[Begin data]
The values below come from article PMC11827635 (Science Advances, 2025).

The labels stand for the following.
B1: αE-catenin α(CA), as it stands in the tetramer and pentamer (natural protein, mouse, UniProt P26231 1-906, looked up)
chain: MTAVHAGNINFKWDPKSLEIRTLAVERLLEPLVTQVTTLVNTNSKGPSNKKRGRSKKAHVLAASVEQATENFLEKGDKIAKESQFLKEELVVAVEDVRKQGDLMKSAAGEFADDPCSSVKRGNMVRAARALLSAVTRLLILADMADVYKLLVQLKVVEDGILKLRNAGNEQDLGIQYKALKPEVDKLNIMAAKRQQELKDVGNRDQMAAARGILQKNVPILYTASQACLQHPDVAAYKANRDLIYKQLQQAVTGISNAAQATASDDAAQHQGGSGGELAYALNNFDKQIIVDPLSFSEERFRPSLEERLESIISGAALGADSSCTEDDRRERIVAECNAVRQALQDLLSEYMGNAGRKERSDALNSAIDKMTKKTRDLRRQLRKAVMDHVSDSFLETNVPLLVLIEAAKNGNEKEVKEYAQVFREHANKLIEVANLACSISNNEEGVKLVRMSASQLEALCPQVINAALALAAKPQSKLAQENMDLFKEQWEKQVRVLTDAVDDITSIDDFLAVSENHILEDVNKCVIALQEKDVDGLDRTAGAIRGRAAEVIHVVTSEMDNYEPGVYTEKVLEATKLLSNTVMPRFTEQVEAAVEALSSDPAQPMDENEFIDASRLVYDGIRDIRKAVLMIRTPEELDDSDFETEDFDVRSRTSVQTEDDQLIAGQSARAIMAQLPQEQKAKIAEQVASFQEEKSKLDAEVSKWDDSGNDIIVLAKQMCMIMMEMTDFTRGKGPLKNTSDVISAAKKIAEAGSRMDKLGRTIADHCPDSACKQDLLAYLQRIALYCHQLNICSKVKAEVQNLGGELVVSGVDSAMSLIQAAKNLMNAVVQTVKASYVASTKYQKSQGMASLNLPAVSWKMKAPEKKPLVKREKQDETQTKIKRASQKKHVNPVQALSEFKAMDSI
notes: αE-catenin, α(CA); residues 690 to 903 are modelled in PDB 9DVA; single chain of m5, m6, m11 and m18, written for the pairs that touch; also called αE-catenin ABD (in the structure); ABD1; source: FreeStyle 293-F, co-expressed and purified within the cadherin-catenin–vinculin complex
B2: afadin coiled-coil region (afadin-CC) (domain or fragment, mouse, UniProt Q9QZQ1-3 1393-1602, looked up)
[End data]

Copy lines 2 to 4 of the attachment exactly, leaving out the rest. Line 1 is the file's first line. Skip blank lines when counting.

The labels stand for the following.
B1: αE-catenin α(CA), as it stands in the tetramer and pentamer (natural protein, mouse, UniProt P26231 1-906, looked up)
chain: MTAVHAGNINFKWDPKSLEIRTLAVERLLEPLVTQVTTLVNTNSKGPSNKKRGRSKKAHVLAASVEQATENFLEKGDKIAKESQFLKEELVVAVEDVRKQGDLMKSAAGEFADDPCSSVKRGNMVRAARALLSAVTRLLILADMADVYKLLVQLKVVEDGILKLRNAGNEQDLGIQYKALKPEVDKLNIMAAKRQQELKDVGNRDQMAAARGILQKNVPILYTASQACLQHPDVAAYKANRDLIYKQLQQAVTGISNAAQATASDDAAQHQGGSGGELAYALNNFDKQIIVDPLSFSEERFRPSLEERLESIISGAALGADSSCTEDDRRERIVAECNAVRQALQDLLSEYMGNAGRKERSDALNSAIDKMTKKTRDLRRQLRKAVMDHVSDSFLETNVPLLVLIEAAKNGNEKEVKEYAQVFREHANKLIEVANLACSISNNEEGVKLVRMSASQLEALCPQVINAALALAAKPQSKLAQENMDLFKEQWEKQVRVLTDAVDDITSIDDFLAVSENHILEDVNKCVIALQEKDVDGLDRTAGAIRGRAAEVIHVVTSEMDNYEPGVYTEKVLEATKLLSNTVMPRFTEQVEAAVEALSSDPAQPMDENEFIDASRLVYDGIRDIRKAVLMIRTPEELDDSDFETEDFDVRSRTSVQTEDDQLIAGQSARAIMAQLPQEQKAKIAEQVASFQEEKSKLDAEVSKWDDSGNDIIVLAKQMCMIMMEMTDFTRGKGPLKNTSDVISAAKKIAEAGSRMDKLGRTIADHCPDSACKQDLLAYLQRIALYCHQLNICSKVKAEVQNLGGELVVSGVDSAMSLIQAAKNLMNAVVQTVKASYVASTKYQKSQGMASLNLPAVSWKMKAPEKKPLVKREKQDETQTKIKRASQKKHVNPVQALSEFKAMDSI